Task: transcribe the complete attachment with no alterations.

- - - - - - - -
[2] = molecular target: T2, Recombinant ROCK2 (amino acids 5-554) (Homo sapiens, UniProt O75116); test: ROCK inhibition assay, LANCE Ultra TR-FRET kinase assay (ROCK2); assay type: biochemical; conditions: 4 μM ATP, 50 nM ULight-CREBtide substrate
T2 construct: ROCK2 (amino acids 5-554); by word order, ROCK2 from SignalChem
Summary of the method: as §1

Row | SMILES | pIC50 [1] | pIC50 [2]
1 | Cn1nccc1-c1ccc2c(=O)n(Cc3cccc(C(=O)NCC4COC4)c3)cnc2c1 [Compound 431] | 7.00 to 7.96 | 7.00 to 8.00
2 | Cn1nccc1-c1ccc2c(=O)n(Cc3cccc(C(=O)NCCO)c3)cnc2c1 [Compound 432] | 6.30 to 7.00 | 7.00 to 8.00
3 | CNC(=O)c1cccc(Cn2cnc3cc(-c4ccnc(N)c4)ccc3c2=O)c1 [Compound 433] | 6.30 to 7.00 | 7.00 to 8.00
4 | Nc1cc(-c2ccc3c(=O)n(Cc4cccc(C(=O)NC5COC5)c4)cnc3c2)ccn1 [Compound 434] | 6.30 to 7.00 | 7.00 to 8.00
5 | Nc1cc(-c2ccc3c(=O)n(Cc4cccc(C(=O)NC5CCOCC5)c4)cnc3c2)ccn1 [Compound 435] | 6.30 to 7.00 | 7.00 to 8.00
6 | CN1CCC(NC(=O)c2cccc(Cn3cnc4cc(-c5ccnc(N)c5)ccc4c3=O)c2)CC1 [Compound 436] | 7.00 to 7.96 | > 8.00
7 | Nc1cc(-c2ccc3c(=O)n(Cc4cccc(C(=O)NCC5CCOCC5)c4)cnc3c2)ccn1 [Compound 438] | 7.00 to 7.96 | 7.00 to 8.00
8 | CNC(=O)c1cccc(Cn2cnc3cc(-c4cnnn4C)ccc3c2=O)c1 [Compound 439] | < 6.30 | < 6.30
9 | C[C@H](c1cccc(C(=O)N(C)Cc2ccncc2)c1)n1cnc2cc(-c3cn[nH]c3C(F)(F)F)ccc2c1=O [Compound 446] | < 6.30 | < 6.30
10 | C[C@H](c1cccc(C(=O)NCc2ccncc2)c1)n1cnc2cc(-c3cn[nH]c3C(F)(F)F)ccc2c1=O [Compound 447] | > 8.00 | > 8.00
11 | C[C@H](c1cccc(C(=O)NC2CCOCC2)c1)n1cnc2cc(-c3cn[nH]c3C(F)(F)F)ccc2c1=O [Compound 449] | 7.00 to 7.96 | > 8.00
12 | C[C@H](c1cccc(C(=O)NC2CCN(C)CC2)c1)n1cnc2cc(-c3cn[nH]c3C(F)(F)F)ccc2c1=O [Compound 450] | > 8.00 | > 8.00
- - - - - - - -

[2] = molecular target: T2, Recombinant ROCK2 (amino acids 5-554) (Homo sapiens, UniProt O75116); test: ROCK inhibition assay, LANCE Ultra TR-FRET kinase assay (ROCK2); assay type: biochemical; conditions: 4 μM ATP, 50 nM ULight-CREBtide substrate
T2 construct: ROCK2 (amino acids 5-554); by word order, ROCK2 from SignalChem
Summary of the method: as §1

Row | SMILES | pIC50 [1] | pIC50 [2]
1 | Cn1nccc1-c1ccc2c(=O)n(Cc3cccc(C(=O)NCC4COC4)c3)cnc2c1 [Compound 431] | 7.00 to 7.96 | 7.00 to 8.00
2 | Cn1nccc1-c1ccc2c(=O)n(Cc3cccc(C(=O)NCCO)c3)cnc2c1 [Compound 432] | 6.30 to 7.00 | 7.00 to 8.00
3 | CNC(=O)c1cccc(Cn2cnc3cc(-c4ccnc(N)c4)ccc3c2=O)c1 [Compound 433] | 6.30 to 7.00 | 7.00 to 8.00
4 | Nc1cc(-c2ccc3c(=O)n(Cc4cccc(C(=O)NC5COC5)c4)cnc3c2)ccn1 [Compound 434] | 6.30 to 7.00 | 7.00 to 8.00
5 | Nc1cc(-c2ccc3c(=O)n(Cc4cccc(C(=O)NC5CCOCC5)c4)cnc3c2)ccn1 [Compound 435] | 6.30 to 7.00 | 7.00 to 8.00
6 | CN1CCC(NC(=O)c2cccc(Cn3cnc4cc(-c5ccnc(N)c5)ccc4c3=O)c2)CC1 [Compound 436] | 7.00 to 7.96 | > 8.00
7 | Nc1cc(-c2ccc3c(=O)n(Cc4cccc(C(=O)NCC5CCOCC5)c4)cnc3c2)ccn1 [Compound 438] | 7.00 to 7.96 | 7.00 to 8.00
8 | CNC(=O)c1cccc(Cn2cnc3cc(-c4cnnn4C)ccc3c2=O)c1 [Compound 439] | < 6.30 | < 6.30
9 | C[C@H](c1cccc(C(=O)N(C)Cc2ccncc2)c1)n1cnc2cc(-c3cn[nH]c3C(F)(F)F)ccc2c1=O [Compound 446] | < 6.30 | < 6.30
10 | C[C@H](c1cccc(C(=O)NCc2ccncc2)c1)n1cnc2cc(-c3cn[nH]c3C(F)(F)F)ccc2c1=O [Compound 447] | > 8.00 | > 8.00
11 | C[C@H](c1cccc(C(=O)NC2CCOCC2)c1)n1cnc2cc(-c3cn[nH]c3C(F)(F)F)ccc2c1=O [Compound 449] | 7.00 to 7.96 | > 8.00
12 | C[C@H](c1cccc(C(=O)NC2CCN(C)CC2)c1)n1cnc2cc(-c3cn[nH]c3C(F)(F)F)ccc2c1=O [Compound 450] | > 8.00 | > 8.00